The Permanent Bar
The U.S. Immigration and Nationality Act (I.N.A.) contains a number of grounds of “inadmissibility,” including one called the “permanent bar.”
Generally, the grounds of inadmissibility that are barriers to U.S. entry are based on things like criminal and security violations, health troubles, likelihood of becoming a “public charge” requiring need-based government assistance, and immigration violations.
The permanent bar comes from Section 212(a)(9)(C)(i) of the I.N.A., which makes inadmissible “Any alien who (I) has been unlawfully present in the United States for an aggregate period of more than 1 year, or (II) has been ordered removed under section 235(b)(1) , section 240 , or any other provision of law, and who enters or attempts to reenter the United States without being admitted.” This part of the law came from legislative changes made in 1996, called the Illegal Immigration Reform and Immigrant Responsibility Act or IIRIRA.
For example, let’s say someone crossed the U.S. border from Mexico with out inspection, stayed for a year undocumented, went home for a while, and then tried crossing the U.S. border a second time. That second attempt (whether it succeeded or not) makes the person inadmissible under this section. Leaving and coming back a few times so that no stay is longer than one year would not have helped, either. The word “aggregate” in the law means that it’s enough that the person’s stays added up to one year in total.
Similarly, someone who was removed from the U.S. and then tries to enter without going through the required admission procedures will also be subject to the permanent bar. Keep in mind that the language is returning without being “inspected and admitted.” Accordingly, if one enters with the permission of Border Patrol, even if that is the result of error or deception, will avoid triggering the bar.
What Is Unlawful Presence?
The first thing to understand in thinking about this part of the law is what “unlawful presence” means. In general, it refers to someone who is in the United States without a visa or without an application pending before the immigration service.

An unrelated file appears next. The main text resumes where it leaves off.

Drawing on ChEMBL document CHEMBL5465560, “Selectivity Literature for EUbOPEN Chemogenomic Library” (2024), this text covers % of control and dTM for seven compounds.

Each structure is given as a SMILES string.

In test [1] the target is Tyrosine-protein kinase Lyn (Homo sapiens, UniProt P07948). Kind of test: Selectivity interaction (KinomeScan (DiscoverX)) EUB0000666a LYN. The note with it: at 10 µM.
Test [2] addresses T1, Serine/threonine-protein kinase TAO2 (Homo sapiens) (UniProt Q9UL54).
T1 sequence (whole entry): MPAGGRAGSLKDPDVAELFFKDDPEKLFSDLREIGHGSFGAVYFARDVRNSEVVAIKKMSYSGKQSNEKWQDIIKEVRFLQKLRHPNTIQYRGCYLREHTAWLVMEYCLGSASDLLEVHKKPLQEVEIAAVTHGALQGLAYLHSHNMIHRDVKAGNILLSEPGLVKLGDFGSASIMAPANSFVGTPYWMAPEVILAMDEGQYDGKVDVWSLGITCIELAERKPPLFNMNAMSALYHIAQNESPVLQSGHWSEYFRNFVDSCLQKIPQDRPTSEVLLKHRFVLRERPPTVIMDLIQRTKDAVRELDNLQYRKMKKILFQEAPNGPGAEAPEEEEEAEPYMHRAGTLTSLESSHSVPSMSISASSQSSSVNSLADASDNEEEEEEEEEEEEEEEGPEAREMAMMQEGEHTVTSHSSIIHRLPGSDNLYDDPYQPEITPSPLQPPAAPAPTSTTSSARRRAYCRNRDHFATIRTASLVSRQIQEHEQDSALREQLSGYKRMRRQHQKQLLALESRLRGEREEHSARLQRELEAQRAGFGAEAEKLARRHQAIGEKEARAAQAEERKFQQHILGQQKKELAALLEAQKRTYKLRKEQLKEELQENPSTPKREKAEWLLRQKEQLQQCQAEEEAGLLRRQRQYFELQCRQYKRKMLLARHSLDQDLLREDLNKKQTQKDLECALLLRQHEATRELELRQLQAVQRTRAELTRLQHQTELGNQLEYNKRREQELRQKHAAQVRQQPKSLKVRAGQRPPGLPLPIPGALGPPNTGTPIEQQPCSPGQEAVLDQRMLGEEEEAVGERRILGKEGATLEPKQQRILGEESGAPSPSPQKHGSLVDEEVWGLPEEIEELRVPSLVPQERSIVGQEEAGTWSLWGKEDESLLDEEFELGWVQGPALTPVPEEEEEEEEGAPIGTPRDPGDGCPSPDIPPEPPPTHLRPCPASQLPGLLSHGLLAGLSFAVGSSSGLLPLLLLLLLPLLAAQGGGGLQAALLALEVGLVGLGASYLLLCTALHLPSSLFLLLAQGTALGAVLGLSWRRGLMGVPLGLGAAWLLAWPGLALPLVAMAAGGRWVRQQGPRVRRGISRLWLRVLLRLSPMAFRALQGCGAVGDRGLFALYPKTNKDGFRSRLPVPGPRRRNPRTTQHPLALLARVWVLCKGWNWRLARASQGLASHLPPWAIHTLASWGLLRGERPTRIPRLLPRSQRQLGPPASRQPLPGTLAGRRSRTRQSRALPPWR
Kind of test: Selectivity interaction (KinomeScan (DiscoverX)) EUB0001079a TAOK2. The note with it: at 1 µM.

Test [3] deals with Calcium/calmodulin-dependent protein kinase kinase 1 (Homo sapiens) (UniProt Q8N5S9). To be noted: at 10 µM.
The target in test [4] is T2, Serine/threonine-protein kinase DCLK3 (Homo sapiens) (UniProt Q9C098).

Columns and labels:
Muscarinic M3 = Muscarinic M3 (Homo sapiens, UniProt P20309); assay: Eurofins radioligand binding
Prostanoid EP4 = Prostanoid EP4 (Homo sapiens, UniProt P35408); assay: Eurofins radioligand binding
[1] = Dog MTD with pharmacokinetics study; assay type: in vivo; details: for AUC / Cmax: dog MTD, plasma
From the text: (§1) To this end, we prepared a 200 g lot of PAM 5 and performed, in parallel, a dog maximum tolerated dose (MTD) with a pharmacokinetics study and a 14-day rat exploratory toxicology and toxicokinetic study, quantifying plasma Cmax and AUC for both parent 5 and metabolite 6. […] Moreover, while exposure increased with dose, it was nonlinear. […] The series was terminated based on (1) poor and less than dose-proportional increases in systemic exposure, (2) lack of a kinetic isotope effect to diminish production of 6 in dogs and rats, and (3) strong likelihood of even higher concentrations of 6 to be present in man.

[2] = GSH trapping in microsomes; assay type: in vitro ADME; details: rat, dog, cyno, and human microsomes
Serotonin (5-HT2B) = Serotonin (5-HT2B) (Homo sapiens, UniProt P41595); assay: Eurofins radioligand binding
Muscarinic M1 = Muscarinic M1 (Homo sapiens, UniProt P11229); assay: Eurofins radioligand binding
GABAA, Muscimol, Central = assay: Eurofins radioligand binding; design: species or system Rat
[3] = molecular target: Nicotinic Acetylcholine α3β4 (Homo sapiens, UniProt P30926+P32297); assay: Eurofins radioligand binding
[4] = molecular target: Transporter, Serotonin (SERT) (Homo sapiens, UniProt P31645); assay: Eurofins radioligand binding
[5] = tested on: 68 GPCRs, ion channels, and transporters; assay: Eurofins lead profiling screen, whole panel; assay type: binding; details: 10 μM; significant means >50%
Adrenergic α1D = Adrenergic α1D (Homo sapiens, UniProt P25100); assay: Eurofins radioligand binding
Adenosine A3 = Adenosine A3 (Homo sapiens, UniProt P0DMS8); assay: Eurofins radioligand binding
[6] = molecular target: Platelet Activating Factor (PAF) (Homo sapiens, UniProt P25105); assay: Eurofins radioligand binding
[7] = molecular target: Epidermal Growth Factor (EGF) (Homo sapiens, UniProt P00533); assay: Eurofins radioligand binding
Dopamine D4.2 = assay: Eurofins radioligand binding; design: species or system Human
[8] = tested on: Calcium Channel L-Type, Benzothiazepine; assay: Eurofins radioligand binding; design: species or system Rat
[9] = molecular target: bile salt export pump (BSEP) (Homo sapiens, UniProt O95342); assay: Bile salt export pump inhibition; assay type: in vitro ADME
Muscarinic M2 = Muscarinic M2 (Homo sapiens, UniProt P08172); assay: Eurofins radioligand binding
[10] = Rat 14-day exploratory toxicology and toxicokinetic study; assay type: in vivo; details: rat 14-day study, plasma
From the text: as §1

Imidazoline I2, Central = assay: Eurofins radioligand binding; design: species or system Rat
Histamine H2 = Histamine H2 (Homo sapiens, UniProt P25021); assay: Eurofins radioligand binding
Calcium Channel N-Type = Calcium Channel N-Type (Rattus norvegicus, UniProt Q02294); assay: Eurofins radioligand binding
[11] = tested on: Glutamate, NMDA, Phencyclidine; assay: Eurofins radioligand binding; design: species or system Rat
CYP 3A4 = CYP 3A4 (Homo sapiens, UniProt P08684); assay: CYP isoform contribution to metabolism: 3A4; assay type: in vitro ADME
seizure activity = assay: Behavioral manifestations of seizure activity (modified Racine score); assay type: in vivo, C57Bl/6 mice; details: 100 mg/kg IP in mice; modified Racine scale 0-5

The only available exceptions at this time have to do with timing, given that this section of the law went into effect on April 1, 1997. First, people who last reentered the U.S. before April 1, 1997 after a previous deportation are not subject to the permanent bar. Second, people who have unlawful presence dating before April 1, 1997 need not count this time towards the aggregate one year needed to trigger the permanent bar.
Is the Permanent Bar is not truly permanent
Many grounds of inadmissibility can be waived, or automatically expire after a set period. But the permanent bar is harder, though not impossible, to overcome.
The statute says that someone subject to the permanent bar can request permission to enter the U.S. after waiting ten years first. The government interprets this to mean ten years outside the United States. But after these ten years, you can’t just go ahead and submit a visa or green card application. You must first obtain a waiver from the U.S. government.
To request this consent for a green card application, you must use a form called “Permission to Reapply for Admission” or I-212, issued by U.S. Citizenship and Immigration Services (USCIS). This waiver is essentially a balancing test between the net positive and net negative factors in your life.
Finally, there is also a waiver to the permanent bar available to VAWA self-petitioners. VAWA self-petitioners are permitted to apply for a green card based upon a finding of extreme cruelty by their U.S. Citizen spouse. These individuals can avoid the permanent bar if they can show a connection between their having been battered or subjected to extreme cruelty and their removal, departure from the U.S., reentry or reentries into the United States, or attempts at reentry.